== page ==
Sunday, 26 July 2015

Blu-ray Review: 3 Women (Arrow Academy)

The film industry is all about dreams, and Robert Altman's "3 Women" has its roots in a dream experienced by the director while his wife lay ill in hospital.
Millie Lammoreaux (Shelley Duvall) works as a therapist at the Desert Springs senior care centre, helping the aged during their final years. Millie is a word-aholic, endlessly talking to colleagues and neighbours who largely ignore her endless patter.
Enter Pinkie Rose (Sissy Spacek) who starts work at the centre, and is immediately taken with Millie's personality, telling her she's the most perfect person she's ever met.
While Millie spins tales of her male conquests and tries so hard to make them a reality, Pinkie stays in the background, causing Millie to react in an increasingly harsh manner.
The 3rd woman in this triangle is Willie (Janice Rule); the pregnant spouse of Edgar Hart (Robert Fortier) who claims he used to be a stunt double, and who divides most of his time between drinking and cheating on his wife. Willie reveals a talent for painting and it's her work that creates a series of striking murals depicting strange creatures. While she has little dialogue to deliver, Willie cuts an imposing presence whenever she's on screen, and has a major part to play before the credits roll.

Pinkie's character is another interesting one to follow, and undergoes a real sea-change following a fateful incident which also has a profound effect on Millie. Shelley Duvall actually wrote a lot of the dialogue for her character which was basically a magazine creation, following advice and trends in an attempt to become the type of person she'd read about. Her relationship with Pinkie establishes her as the dominant one, barely tolerating the new kid in town who possibly reminds her of the person she used to be before fake trappings took over.

Those of you yet to see this film, and who number Bergman's "Persona" and Lynch's "Mulholland Drive" as firm favourites will find much to stimulate and intrigue with "3 Women". The relationships, the transformations, the use of water and mirrors, even the dream sequence combine to make this an essential film in Robert Altman's illustrious career.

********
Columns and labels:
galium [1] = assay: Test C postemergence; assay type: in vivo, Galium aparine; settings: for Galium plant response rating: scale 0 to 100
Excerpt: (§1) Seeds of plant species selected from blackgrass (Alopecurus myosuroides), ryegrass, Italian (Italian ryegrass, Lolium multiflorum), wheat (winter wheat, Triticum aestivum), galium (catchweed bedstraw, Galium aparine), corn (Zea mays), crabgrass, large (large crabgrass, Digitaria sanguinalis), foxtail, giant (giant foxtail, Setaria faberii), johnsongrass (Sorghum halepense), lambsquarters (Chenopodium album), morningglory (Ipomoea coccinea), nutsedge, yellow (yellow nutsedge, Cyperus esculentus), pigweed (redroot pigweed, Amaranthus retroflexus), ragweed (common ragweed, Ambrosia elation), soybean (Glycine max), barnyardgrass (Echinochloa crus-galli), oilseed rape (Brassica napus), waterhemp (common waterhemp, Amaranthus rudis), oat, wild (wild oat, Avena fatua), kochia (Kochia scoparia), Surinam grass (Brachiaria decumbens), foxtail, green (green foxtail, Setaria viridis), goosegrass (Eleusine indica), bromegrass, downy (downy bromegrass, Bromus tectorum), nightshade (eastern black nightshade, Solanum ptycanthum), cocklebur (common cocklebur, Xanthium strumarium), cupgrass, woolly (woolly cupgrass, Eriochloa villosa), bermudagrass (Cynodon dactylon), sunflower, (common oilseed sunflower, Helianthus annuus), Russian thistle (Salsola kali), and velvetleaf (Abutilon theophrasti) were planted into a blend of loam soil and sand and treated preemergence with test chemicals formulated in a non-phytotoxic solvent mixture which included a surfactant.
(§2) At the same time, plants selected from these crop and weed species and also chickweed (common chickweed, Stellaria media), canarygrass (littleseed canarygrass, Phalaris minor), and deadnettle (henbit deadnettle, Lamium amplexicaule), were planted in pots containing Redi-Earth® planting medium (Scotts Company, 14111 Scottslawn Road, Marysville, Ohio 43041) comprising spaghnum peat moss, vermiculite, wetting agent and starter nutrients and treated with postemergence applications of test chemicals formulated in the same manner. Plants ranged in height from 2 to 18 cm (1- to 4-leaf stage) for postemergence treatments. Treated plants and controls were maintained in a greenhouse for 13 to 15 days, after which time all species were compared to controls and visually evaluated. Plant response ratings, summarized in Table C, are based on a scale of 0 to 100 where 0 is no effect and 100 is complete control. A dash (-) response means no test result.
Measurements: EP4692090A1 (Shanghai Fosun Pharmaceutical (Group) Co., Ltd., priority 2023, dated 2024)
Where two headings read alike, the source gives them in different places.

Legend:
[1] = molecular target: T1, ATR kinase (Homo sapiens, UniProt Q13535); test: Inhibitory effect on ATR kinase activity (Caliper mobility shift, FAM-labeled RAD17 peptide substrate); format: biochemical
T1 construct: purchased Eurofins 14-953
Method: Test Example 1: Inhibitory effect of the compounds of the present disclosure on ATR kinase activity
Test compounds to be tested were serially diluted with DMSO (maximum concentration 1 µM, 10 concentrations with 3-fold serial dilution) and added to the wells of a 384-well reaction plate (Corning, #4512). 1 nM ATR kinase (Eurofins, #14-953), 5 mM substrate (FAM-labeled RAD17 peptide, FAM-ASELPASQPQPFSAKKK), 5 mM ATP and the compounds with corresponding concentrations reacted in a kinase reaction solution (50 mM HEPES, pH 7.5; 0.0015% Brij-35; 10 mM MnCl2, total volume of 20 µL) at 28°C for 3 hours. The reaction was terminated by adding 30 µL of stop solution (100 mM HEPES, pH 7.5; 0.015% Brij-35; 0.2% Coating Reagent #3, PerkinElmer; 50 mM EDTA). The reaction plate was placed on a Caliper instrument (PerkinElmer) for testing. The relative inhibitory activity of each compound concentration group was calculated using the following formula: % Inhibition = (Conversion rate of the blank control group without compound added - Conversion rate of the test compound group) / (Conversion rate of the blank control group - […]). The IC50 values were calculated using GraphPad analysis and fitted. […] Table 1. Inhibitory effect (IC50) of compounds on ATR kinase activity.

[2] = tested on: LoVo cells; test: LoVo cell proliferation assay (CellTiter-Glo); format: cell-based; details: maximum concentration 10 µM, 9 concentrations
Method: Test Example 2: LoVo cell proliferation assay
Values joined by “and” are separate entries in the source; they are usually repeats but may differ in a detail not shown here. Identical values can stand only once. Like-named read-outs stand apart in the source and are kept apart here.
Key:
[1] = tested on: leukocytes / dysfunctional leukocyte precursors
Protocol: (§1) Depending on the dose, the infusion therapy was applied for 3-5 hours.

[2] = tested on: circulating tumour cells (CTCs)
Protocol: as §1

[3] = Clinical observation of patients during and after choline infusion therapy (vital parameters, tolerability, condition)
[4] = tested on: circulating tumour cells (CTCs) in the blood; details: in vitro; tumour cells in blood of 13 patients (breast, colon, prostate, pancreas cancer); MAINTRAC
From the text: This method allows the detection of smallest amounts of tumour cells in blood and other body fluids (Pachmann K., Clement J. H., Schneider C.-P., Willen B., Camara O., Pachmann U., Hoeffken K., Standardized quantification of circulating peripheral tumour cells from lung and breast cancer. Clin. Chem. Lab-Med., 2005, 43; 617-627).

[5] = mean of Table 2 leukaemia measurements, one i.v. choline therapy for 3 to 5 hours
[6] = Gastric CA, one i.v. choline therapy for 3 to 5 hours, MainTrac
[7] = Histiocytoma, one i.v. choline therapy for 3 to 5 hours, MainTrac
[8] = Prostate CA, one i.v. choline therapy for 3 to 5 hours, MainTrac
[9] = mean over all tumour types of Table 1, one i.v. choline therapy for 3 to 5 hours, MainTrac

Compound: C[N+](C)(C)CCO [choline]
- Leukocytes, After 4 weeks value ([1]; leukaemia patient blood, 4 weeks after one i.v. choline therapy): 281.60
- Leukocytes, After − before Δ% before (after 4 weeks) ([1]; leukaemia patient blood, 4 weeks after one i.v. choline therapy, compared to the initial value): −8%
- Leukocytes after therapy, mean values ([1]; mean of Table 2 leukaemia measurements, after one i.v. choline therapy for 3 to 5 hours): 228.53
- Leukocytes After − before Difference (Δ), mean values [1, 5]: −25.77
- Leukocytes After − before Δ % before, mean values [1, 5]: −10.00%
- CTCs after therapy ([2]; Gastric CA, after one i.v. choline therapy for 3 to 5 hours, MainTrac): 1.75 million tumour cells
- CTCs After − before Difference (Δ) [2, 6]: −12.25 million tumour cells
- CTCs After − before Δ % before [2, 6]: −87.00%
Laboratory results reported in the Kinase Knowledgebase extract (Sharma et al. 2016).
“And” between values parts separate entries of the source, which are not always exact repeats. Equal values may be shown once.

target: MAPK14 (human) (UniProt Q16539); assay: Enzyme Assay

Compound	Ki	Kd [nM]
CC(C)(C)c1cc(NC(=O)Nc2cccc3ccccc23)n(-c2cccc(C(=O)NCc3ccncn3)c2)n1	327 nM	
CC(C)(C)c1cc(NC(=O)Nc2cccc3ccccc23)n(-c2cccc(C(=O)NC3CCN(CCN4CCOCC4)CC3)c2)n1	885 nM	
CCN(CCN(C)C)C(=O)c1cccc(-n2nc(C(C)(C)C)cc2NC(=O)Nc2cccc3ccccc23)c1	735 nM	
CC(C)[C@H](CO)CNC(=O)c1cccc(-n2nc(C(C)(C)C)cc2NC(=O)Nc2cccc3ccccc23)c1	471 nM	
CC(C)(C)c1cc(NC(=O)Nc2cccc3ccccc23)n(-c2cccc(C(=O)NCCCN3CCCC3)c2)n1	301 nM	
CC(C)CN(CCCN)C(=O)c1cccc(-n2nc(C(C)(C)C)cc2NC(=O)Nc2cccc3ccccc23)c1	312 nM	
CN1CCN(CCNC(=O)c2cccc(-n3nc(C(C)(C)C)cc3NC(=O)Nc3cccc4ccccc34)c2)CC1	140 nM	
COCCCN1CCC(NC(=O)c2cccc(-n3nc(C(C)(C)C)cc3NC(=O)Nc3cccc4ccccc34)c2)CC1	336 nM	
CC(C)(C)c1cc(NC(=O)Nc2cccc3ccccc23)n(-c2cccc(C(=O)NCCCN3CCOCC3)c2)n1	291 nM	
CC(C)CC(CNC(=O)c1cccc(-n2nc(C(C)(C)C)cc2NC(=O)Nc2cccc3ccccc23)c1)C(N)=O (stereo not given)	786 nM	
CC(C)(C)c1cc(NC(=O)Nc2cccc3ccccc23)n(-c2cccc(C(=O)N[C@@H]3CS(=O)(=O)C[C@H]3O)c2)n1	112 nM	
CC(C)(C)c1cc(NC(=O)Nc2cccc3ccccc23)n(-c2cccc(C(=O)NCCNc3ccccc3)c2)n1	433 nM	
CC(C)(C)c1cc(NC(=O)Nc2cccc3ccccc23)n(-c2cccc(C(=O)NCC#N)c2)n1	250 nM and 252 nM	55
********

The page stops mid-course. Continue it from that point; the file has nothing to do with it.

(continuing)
It's also a film that's difficult to get a handle on, though there's a conversation on twins (inspired by sisters who also work at the centre) that's says a lot about the central theme here, and its development en route to the haunting finale.

The Blu-ray presentation emphasises the overexposed, desaturated colours, with stable images and delicately handled grain.
The soundtrack is clear as a bell, with dialogue easy to follow (optional English SDH subtitles are available, but as someone who has hearing problems I didn't need them) and Gerald Busby's eerie atonal score is clear and crisp, greatly adding to the overwhelming sense of foreboding.

The supplementary features begin with a Shelley Duvall interview (5m 45s) in Cannes where she won Best Actress (Spacek won in New York for her performance as Pinkie). She recalls how her acting career began in a most unusal manner, and goes on to discuss her role in "3 Women". She explains how Altman shot in sequence as much as possible and why he got to really know his cast prior to commencing shooting.

'David Thompson On 3 Women' is a 37m 7s video essay by David Thompson, editor of "Altman On Altman" and was recorded in May 2015.
David talks about the director's early industrial films and his television work, prior to gracing the big screen.
We hear about Altman's interest in personality exchange; the dream that inspired "3 Women"; how he saw Spacek as "a lost soul looking for a body to inhabit" and how he saw her in "Welcome To L.A. and decided to cast her.
We also learn why Willie's dialogue was stripped down. It's a bonus feature to savour before settlign down to watch the film again as "3 Women" will richly reward multiple viewings.
A gallery and theatrical trailer draw the curtain on the disc itself, although there is another extra in the form of a booklet containing essays, stills and notes on the transfer.
"Women In The Dunes" by David Jenkins provides background on the film, and explores each of the leading 3 female characters.
There's also an extract from David Thompson's "Altman On Altman", where the director talks about the dream sequence (which he didn't particularly care for); a painting he did that was the genesis of his film; Gerald Busby's score and his admiration for the performances.

"3 Women" is available to buy now. it's locked to Region B, and is highly recommended.

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